Boston Public Library has a Central Library, twenty-four branches, map center, business library, and a website filled with digital content and services. Established in 1848, the Boston Public Library has pioneered public library service in America. It was the first large free municipal library in the United States, the first public library to lend books, the first to have a branch library, and the first to have a children’s room. Each year, the Boston Public Library hosts thousands of programs and serves millions of people. All of its programs and exhibitions are free and open to the public. At the Boston Public Library, books are just the beginning. To learn more, visit


# # #


Boston Public Library Commemorates 400th Anniversary of Shakespeare’s Death with Shakespeare Unauthorized Exhibition and Citywide Initiative

Posted on October 14th, 2016 by rlavery in Media Releases


Free exhibition opens today, presented by Iron Mountain Incorporated

2016 marks the 400th anniversary of William Shakespeare’s death, and Boston Public Library honors the Bard’s lasting legacy with its Shakespeare Unauthorized exhibition, opening today in the McKim Exhibition Hall at the Central Library in Copley Square. The exhibition is presented in conjunction with the BPL citywide initiative All the City’s a Stage: A Season of Shakespeare at the Boston Public Library, connecting audiences to theater and the dramatic arts with programs throughout the library system. Boston Public Library holds one of the largest and most comprehensive publicly-held collections of Shakespeare, including the first four folios of his collected works, 45 early quarto editions of individual plays, and thousands of volumes of early source material, commentaries, translations, manuscripts, and more. Visit to view the complete offerings of the initiative.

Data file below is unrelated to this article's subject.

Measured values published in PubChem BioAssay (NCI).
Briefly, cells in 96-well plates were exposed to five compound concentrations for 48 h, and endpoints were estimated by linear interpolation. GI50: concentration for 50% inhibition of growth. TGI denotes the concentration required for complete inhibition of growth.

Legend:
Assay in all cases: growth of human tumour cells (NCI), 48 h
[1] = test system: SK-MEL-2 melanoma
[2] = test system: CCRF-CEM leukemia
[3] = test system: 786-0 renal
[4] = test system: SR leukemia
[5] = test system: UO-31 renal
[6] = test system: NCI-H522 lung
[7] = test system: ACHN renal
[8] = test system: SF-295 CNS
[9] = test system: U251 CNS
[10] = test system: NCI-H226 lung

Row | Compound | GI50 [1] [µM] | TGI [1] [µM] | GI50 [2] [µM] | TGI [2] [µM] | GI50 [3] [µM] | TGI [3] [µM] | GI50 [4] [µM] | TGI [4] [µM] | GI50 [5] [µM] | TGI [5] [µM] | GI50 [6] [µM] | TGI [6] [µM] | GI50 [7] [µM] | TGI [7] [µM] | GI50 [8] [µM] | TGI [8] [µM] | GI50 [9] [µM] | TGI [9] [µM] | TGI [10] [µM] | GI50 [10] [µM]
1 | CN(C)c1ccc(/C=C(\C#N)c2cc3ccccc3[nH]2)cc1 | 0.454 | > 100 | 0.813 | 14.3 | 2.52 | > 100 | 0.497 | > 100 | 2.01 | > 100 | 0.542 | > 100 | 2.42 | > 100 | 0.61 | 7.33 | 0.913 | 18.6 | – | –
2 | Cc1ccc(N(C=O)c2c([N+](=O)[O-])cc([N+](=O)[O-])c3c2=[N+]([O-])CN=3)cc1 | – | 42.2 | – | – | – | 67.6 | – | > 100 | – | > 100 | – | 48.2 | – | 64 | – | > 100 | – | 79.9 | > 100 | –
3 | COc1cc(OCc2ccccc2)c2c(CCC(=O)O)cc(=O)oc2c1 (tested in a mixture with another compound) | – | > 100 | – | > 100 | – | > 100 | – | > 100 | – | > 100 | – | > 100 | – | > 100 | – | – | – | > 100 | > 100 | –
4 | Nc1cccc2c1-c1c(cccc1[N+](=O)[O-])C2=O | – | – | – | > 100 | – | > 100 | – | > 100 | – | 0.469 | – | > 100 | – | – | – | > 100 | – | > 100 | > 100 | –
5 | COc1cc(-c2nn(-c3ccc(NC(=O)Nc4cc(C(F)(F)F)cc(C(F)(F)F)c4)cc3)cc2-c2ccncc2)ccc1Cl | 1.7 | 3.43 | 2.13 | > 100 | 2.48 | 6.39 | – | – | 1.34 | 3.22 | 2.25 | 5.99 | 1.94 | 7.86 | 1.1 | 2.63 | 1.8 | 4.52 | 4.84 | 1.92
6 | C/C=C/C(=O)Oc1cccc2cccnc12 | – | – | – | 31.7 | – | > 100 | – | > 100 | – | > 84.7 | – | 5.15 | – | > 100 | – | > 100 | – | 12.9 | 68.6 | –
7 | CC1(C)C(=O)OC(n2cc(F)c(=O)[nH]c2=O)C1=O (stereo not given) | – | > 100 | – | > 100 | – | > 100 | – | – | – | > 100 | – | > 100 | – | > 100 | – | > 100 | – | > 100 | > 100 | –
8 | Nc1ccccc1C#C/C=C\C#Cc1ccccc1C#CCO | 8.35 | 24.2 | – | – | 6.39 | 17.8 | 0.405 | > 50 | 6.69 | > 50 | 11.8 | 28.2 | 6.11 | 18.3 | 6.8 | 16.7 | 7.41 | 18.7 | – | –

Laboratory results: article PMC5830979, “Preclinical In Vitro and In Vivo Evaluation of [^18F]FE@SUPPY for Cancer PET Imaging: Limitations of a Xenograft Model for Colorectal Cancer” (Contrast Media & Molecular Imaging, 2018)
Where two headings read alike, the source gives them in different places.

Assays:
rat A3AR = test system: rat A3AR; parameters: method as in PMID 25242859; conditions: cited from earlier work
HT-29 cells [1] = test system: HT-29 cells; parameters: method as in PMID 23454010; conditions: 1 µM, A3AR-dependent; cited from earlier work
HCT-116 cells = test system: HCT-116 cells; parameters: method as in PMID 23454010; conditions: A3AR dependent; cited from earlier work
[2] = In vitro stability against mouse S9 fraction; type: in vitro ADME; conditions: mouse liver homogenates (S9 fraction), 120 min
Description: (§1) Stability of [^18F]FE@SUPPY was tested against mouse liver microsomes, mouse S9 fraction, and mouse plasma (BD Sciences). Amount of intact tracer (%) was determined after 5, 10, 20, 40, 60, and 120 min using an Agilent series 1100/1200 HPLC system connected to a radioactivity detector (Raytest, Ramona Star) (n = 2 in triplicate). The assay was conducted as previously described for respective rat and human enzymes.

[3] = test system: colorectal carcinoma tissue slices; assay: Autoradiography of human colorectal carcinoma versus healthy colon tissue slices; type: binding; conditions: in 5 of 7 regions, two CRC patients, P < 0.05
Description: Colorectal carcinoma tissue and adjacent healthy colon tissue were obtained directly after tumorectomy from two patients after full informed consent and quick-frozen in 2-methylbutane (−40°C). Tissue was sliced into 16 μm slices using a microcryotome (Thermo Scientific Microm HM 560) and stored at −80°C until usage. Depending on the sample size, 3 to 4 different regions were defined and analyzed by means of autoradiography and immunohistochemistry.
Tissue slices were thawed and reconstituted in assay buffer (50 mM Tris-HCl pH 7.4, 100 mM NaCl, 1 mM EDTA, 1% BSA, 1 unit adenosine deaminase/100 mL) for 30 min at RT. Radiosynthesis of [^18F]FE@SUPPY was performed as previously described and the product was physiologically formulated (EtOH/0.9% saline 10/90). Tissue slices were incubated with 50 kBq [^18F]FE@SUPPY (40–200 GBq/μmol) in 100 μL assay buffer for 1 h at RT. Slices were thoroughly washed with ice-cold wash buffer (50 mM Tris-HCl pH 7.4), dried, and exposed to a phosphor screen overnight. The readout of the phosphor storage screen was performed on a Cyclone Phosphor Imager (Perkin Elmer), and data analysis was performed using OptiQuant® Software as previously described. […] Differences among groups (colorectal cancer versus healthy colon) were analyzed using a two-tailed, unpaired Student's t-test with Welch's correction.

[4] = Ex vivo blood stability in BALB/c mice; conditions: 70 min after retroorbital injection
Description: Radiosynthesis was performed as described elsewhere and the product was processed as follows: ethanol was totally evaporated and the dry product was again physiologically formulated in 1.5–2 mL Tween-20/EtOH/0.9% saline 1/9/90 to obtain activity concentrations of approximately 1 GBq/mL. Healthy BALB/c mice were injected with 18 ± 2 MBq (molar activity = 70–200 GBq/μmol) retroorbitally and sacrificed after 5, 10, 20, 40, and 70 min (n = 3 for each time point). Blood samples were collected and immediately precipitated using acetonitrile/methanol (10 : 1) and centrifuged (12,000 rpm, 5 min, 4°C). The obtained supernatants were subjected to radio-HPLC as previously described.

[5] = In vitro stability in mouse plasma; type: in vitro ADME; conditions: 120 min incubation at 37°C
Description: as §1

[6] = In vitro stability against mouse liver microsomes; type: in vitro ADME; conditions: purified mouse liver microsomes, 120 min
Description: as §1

“At some point in life, everyone has experienced the work of Shakespeare,” said Mayor Martin J. Walsh. “These opportunities at the Boston Public Library give all the chance to learn more about the creative genius of Shakespeare and how his legacy lives on today.”

“Shakespeare Unauthorized is sure to engage and inspire people of all ages, and we hope visitors leave with a better understanding of not only Shakespeare’s works, but an appreciation for the world-class Shakespeare holdings of one of Boston’s finest cultural institutions,” said Julie Burros, Chief of Arts & Culture for the City of Boston. “We applaud the Boston Public Library for ensuring these works are accessible to everyone.” (more…)

Karin Tanabe Discusses “The Gilded Years” at BPL

Posted on September 16th, 2016 by rlavery in General